Friday, February 08, 2008


Ella Young - Elfland's Ambassadress


In this season of Brigid I am reminded of something that happened years ago.

In the early 1990's I was assistant editor of an earth-mysteries magazine called Dragon’s Quest. One day a very interesting article was submitted for possible publication. It was about an author called Ella Young and was titled Carmel Magic. It was written by a man named John Thompson.

Several years prior, while doing some magical work out on the land, I’d experienced some very strong Celtic energies. I found this puzzling, since I live in central, coastal California, and one would expect that I would have picked up on energies of the native cultures of the area rather than those from thousands of miles of continent and ocean away! But nonetheless, there they were. In particular, the energies of the goddess Brigid were very strong.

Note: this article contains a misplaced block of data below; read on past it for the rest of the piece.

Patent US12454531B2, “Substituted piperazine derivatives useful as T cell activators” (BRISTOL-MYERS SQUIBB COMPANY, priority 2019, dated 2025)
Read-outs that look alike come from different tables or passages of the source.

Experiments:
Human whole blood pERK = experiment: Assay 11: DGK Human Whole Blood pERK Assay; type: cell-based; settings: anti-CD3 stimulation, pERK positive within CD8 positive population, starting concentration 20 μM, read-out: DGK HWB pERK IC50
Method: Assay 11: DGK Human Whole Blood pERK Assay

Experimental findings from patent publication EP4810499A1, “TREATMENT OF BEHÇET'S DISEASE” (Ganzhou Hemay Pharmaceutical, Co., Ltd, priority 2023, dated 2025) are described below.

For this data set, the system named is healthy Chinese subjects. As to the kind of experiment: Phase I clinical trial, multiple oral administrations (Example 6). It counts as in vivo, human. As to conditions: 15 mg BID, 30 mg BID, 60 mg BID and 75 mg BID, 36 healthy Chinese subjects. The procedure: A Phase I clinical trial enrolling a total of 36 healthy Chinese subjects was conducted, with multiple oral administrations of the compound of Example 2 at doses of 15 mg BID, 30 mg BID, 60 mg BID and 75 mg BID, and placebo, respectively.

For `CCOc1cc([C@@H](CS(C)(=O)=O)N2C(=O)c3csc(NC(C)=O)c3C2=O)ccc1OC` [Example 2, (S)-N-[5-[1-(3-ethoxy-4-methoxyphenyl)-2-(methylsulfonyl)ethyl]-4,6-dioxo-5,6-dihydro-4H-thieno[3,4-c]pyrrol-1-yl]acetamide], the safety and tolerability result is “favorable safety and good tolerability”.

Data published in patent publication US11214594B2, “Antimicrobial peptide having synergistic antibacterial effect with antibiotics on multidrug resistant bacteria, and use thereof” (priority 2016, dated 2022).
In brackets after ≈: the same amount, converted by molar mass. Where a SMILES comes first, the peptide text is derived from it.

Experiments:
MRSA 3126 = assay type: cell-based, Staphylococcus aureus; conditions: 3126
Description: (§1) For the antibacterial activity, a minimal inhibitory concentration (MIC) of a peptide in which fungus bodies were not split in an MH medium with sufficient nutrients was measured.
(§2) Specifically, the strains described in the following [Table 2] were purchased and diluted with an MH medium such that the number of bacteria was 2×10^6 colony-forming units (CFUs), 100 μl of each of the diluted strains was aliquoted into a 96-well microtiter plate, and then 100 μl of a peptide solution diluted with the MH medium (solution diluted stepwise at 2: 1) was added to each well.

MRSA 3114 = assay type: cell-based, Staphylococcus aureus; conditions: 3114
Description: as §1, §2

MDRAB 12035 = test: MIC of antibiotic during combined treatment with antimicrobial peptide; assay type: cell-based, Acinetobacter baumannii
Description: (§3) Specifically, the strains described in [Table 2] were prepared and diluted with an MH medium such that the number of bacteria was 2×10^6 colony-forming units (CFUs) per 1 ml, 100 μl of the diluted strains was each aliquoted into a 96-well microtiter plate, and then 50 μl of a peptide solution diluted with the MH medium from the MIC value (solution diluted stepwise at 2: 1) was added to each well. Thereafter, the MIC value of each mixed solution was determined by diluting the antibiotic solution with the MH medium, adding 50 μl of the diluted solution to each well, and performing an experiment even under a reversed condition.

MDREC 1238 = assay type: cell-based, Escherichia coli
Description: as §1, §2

John’s article solved the mystery for me. Although I knew who Ella Young was, and indeed, owned her Celtic Wonder Tales, I had no idea that she had, in the 1920s, moved to an area quite geographically close to my present location, and had passed on her legacy of Irish magic to her new friends there. I had no idea that she had gathered this group of people around her and taught them about the Old Gods—Brigid, Lugh, Dana, Manannan and the rest—and about the faery folk and the other spirits of the invisible realms. Mystic that she was, she had a strong awareness of presence of these invisible realms and the beings who inhabited them, and taught her new students that nature was sacred and must be protected, and that the plants, the trees, the land, and the ocean all contained unique spirits with whom humans could communicate and from whom they could learn. Thus, she was not only one of the earliest American pagans of the 20th century, she was an early environmentalist as well.